Under that spell: Infant baptism in Reformed theology

 

A follow-on from The barque of Peter: The least leaky boat.

As is common knowledge among the uncommon, Roman Catholicism, as in Talmudic Judaism, teaches that there are two kinds of divine revelation: scripture and tradition. I, a Protestant, have found in discussions with Roman Catholics that they try to appeal to scripture alone, probably in an attempt to defeat – yes, it’s a battle – the “scripture alone” camp on their own ground. It’s a mysterium why they need to do that; after all, the reason why they belong to the Roman branch of the church is because they have handed over all authority on scriptural interpretation to the Roman Pontiff and his Magisterium. I focus on the Roman dogma of infant baptismal regeneration.

The Catholic Church teaches: “Through baptism we are freed from sin and reborn as sons of God” (Catechism of the Catholic Church, 1213). Many baptised babies (reborn as children of God, born of the Spirit) never come to have faith in Christ, yet, according to “baptismal regeneration” they once were children of God. The term “children of God,” in the New Testament, however, only refers to believers in Christ:

But to all who did receive him, who believed in his name, he gave the right to become children of God… (John 1:12).

And because we are his children, God has sent the Spirit of his Son into our hearts, prompting us to call out, “Abba, Father” (Galatians 4:6).

See what kind of love the Father has given to us, that we should be called children of God; and so we are. The reason why the world does not know us is that it did not know him” (1 John 3:1).

If, though, the Roman Church decides to call baptised babies the children of God, there is no reason why its apologists (defenders) should have qualms about saying to us Protestants “Rome has spoken.”

What about the Reformers’ view of baptism, for example, Luther and Calvin. By golly, they also believed in infant baptism (paedobaptism). In Calvin, it looks as if he believed in baptismal regeneration as well. How else to interpret his words below?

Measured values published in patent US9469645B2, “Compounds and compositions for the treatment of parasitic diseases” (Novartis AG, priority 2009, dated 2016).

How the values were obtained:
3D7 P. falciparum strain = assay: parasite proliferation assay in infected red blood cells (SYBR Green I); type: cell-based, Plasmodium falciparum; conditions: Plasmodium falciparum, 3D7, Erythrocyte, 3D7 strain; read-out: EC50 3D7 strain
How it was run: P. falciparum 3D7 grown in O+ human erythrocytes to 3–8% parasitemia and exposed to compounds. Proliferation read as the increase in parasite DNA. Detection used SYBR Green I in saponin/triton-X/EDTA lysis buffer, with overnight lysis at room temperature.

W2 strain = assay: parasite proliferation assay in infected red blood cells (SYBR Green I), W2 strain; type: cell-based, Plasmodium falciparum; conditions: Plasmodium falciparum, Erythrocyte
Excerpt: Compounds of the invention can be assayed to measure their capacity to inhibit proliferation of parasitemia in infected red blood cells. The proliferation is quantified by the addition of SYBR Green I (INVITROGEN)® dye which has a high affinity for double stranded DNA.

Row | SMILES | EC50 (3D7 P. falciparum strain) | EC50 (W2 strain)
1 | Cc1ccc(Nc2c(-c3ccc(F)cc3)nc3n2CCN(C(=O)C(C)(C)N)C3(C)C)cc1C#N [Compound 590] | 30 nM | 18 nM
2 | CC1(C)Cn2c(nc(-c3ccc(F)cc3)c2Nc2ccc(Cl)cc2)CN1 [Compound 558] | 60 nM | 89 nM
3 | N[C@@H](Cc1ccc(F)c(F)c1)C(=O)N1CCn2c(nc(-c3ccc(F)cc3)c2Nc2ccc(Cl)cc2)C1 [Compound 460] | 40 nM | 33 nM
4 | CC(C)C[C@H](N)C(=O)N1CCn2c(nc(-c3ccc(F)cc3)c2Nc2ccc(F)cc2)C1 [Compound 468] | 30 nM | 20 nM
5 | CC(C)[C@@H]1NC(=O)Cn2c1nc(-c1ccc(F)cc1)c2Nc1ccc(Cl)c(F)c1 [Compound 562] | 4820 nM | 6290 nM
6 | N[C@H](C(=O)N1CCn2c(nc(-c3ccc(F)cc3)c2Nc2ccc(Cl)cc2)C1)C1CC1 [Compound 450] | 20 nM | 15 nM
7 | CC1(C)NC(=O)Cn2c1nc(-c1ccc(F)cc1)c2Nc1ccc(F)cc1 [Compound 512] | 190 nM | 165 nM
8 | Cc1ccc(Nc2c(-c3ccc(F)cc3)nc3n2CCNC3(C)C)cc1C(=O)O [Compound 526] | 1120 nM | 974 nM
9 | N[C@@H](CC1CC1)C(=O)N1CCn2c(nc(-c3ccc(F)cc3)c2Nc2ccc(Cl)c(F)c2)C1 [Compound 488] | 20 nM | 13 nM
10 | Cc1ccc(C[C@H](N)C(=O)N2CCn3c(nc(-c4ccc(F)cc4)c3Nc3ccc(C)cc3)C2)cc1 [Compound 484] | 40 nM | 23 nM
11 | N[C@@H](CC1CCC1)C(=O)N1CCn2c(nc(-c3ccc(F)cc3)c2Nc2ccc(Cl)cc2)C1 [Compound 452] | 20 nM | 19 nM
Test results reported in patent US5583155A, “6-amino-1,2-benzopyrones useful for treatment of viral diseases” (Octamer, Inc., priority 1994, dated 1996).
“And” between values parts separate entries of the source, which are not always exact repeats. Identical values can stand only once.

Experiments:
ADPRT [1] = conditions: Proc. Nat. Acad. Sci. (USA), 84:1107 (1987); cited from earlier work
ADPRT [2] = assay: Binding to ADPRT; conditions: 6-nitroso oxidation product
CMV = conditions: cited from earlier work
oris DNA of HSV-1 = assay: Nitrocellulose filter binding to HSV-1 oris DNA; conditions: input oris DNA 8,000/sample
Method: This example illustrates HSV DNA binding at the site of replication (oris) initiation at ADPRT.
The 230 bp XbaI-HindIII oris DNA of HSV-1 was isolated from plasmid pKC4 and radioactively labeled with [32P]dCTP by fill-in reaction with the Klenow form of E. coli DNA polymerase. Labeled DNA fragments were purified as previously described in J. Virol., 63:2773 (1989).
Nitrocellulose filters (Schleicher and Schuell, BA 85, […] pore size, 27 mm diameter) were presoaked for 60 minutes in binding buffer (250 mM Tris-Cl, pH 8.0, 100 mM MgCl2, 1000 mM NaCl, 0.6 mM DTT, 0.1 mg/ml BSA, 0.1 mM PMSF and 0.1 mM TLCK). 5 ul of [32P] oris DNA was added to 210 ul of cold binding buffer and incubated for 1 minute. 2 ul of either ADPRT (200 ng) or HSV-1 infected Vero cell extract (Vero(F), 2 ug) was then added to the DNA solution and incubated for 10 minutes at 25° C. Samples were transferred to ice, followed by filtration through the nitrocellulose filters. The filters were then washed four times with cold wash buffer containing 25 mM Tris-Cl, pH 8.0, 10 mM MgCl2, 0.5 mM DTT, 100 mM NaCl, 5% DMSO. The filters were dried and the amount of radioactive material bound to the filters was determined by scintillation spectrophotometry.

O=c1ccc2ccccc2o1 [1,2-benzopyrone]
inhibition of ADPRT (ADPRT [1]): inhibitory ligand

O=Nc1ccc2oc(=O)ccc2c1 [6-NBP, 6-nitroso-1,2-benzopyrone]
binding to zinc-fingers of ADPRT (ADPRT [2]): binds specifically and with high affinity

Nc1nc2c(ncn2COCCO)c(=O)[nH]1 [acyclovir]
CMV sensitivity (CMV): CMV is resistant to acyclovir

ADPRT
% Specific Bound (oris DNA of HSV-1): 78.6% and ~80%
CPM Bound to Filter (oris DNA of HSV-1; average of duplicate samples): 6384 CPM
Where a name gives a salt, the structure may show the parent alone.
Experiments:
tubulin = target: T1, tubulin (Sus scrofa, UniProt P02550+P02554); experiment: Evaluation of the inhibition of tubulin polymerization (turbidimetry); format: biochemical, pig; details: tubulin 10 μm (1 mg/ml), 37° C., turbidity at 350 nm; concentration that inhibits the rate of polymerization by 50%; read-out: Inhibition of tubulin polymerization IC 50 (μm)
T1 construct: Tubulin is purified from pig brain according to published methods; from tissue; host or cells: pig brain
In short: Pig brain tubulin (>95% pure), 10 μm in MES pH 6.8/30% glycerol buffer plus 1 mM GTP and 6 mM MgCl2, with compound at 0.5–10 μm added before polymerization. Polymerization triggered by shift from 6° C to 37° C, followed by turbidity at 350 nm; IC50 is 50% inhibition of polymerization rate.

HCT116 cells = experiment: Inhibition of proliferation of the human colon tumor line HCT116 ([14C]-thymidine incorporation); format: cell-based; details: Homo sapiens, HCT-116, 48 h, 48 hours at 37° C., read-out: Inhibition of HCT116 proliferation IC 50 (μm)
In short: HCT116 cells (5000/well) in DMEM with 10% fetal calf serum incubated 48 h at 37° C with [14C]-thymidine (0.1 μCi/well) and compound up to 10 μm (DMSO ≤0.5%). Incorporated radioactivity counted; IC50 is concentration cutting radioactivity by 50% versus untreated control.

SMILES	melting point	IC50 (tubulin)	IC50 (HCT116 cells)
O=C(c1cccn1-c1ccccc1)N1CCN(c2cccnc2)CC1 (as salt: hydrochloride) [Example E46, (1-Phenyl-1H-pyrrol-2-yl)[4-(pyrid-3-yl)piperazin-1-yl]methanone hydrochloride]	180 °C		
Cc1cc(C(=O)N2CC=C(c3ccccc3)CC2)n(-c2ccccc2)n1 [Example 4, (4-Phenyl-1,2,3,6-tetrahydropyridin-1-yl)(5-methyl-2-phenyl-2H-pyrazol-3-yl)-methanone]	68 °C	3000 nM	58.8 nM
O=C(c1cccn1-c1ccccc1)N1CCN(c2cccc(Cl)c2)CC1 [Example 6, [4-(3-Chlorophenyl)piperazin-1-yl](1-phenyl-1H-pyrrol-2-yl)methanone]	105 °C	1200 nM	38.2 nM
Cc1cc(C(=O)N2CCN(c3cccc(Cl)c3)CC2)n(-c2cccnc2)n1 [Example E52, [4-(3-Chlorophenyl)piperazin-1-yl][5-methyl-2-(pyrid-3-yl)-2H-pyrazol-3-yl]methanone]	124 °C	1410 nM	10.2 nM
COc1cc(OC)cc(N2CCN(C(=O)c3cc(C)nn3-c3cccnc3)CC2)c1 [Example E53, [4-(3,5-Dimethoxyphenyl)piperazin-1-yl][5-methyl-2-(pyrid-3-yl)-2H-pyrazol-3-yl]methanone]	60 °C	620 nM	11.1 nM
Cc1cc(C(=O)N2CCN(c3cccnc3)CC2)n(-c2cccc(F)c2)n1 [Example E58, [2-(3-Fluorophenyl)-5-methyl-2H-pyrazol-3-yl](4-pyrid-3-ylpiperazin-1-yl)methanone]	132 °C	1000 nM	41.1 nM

We ought to consider that at whatever time we are baptised, we are washed and purified once for
the whole of life. Wherefore, as often as we fall, we must recall the remembrance of our baptism,
and thus fortify our minds, so as to feel certain and secure of the remission of sins. For though,
when once administered, it seems to have passed, it is not abolished by subsequent sins. For the
purity of Christ was therein offered to us, always is in force, and is not destroyed by any stain: it
wipes and washes away all our defilements.
Calvin: Institutes of Christian Religion 4.15.3.

Whatever Protestant paedobaptists mean by baptism, it is bizarre to link it to regeneration. I cannot agree that in baptism “the
purity of Christ was therein offered to us, always is in force, and is not destroyed by any stain: it
wipes and washes away all our defilements.”

How could baptism wipe away an infant’s defilements. After all, many, indeed most, who are baptised as babies never make a profession of faith, which is required to wash away “all defilements.” Only those who believe in Jesus as their saviour are called – in the New Testament – the “children of God.” Calvin speaks like a Roman Catholic on the matter. In my view, infant baptism makes no biblical sense because it is not linked to faith in Christ.

By the way, there are many “Calvinists” who do not believe in infant baptism. Great names (in Protestantism) are Charles Spurgeon, John Gill and John Bunyan. A modern stalwart is Steve Lawson. In a lecture in his series on the Attributes of God, he was told that he shouldn’t call himself an adherent of the “Reformed” tradition (for example, Calvin, Luther) because he did not adhere to all of the Reformers’ doctrines such as paedobaptism. Lawson replied:

I presupposes that Calvin, the Dutch reformers, that Luther were right on everything. And I don’t believe that they were. To be as covenental as they are, I can go to a certain extent with them but obviously I’m not baptising babies. I would say in reality those that hold to those confessions (for example, the Westminster Confession) are not reformed enough. I think I am more reformed than they are. So, I would revers the question: “Why are they not Reformed?” I think they only took a partial step away from the Catholic Church. And I think they remained under some Catholic spell as it relates to infant baptism. And I think, ads one who is “baptistic,” that we went further in the reform, according to scripture. And as it relates to the Confessions, in some sense, sola scriptura (scripture alone) is the only confession that I have. There is no baby baptised in the Bible. You can’t point to any verse in the Bible where a bay is baptised. So, I have gone further in my reform away from the Catholic Church.” (“Attributes of God 5,” minute 32 ff. This is the link to all 14 wonderful mp3 lectures).

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